18 Jul Coronavirus: Councils given fresh powers to close shops and cancel events | UK News
Councils across England have been given fresh powers to shut down shops and cancel events in a move aimed at preventing local lockdowns.
Prime Minister Boris Johnson said on Friday that local authorities would be given stronger controls in time for the weekend, as he set out new details for returning the country to normality following the coronavirus outbreak.
James Jamieson, chairman of the Local Government Association (LGA) which represents council leaders, said he was hopeful the new measures would prevent local lockdowns, like that seen in Leicester, being required in future.
The prime minister said at a Downing Street press briefing on Friday: “From tomorrow, local authorities will have new powers in their areas.
“They will be able to close specific premises, shut public outdoor spaces and cancel events.
“These powers will enable local authorities to act more quickly in response to outbreaks where speed is paramount.”
Ministers will also be given extra powers, to be laid out in more detail next week, enabling them to close factories and sectors of the economy in certain regions.
It will also enable them to reintroduce bespoke stay-at-home orders.
Mr Jamieson said: “Locally-led responses have proven to be the best way to tackle significant outbreaks, which this framework rightly emphasises.
“Councils know their local communities best and know how to address each unique outbreak.
“Greater powers for councils to take swift and effective action to address local outbreaks will hopefully help avoid the need for more stringent measures to be imposed locally.”
He added that the use of enforcement powers “should be an option of last resort” and called for more “granular-level data” to be made available to councils to allow them to be “better able to act in real time to increases in infection rates”.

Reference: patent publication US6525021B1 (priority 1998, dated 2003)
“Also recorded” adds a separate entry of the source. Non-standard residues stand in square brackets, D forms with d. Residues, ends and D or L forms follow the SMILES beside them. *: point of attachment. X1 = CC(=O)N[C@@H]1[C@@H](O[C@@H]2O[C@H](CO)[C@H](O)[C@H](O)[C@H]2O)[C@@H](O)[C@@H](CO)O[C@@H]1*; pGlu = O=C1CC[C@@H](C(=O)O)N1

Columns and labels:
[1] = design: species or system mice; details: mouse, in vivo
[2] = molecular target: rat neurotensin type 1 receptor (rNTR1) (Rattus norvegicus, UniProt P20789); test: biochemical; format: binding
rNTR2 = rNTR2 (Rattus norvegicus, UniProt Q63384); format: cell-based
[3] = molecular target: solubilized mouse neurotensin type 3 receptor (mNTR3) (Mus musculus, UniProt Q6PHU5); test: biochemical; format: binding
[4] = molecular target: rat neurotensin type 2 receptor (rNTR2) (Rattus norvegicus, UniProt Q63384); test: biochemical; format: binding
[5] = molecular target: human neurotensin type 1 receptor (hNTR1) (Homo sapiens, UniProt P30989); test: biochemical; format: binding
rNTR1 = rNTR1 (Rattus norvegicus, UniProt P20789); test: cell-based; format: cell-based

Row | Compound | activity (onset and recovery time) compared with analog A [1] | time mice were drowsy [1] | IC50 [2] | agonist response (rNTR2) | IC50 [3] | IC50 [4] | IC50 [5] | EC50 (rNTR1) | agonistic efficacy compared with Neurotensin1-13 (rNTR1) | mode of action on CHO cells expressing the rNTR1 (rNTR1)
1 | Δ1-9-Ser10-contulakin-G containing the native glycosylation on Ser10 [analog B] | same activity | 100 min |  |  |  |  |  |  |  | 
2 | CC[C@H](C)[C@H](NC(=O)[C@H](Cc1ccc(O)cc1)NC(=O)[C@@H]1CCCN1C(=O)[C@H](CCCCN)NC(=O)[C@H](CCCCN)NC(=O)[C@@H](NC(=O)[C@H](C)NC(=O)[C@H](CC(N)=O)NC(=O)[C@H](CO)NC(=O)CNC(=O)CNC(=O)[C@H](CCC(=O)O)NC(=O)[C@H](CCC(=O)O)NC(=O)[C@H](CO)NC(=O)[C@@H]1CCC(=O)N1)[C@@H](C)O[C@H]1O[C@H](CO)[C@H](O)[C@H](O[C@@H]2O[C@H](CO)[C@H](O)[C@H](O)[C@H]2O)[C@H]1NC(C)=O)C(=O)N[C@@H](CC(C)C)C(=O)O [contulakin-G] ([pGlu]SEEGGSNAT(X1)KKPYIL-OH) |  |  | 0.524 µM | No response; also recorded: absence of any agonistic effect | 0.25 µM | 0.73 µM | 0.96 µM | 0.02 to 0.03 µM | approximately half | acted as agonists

The move comes amid a row about the way ministers have imposed a lockdown on Leicester and parts of the surrounding region.
Health Secretary Matt Hancock announced a partial easing of the prolonged lockdown measures in the city on Thursday, but said COVID-19 rates remained too high there to allow pubs and restaurants to reopen.
Leicester mayor Sir Peter Soulsby has since accused the government of penalising businesses and residents in a city that predominantly votes Labour.
Areas outside of Leicester City and the borough of Oadby and Wigston will align with national lockdown rules in England from Saturday.
It means non-essential shops, bars, restaurants and hairdressers not in the continuing protected zone will be permitted to open from 18 July.
Schools and childcare settings outside the protected area will also be able to open from the same date, in line with national restrictions.
Non-essential shops and schools in Leicester City and the borough of Oadby and Wigston will be allowed to open from 24 July, but bars, restaurants and hairdressers will stay closed, with a review due to take place by 1 August .
Leicester’s rate of new coronavirus cases per 100,000 population dropped from 126.1 in the seven days to 7 July to 92.9 in the seven days to 14 July, according to data published on Friday.
It was 132.3 in the seven days to 30 June.
Mr Johnson also signalled a significant easing of coronavirus restrictions in England at the briefing on Friday, relaxing work-from-home guidance and paving the way for theatres and sports stadiums to reopen.
Leading scientists warned the prime minister may struggle to deliver his vision of a “significant return to normality” in time for Christmas.
Sir Mark Walport, a former chief scientific adviser, said that it could prove difficult to achieve with respiratory illnesses tending to flourish in the colder weather.
He told BBC Two’s Newsnight: “It is going to be difficult. We know that winter is when respiratory viruses thrive so it is going to be tough.”
His comments echoed those of Professor Chris Whitty, the chief medical officer for England, who told the Lords Science and Technology Committee measures such as hand-washing, isolation and household quarantine would be needed for a “prolonged period”.
The government’s chief scientific adviser Sir Patrick Vallance, who had previously warned against easing the work-from-home guidance, told the committee that the winter would be a “very complex time” with people going down with other illnesses which were not COVID-19.
The prime minister said during the briefing it will be up to employers in England to discuss with workers whether it is safe to return from 1 August.
Most remaining leisure centres will reopen from that date and indoor performances with live audiences can resume if pilots are successful, while trials will begin for sports stadiums to reopen from October.
Mr Johnson, who also immediately scrapped the advice to avoid public transport, said Sir Patrick and Professor Whitty had taken part in a Cabinet discussion before the relaxation was announced.
However he said that ultimately “decisions are taken by the elected politicians”.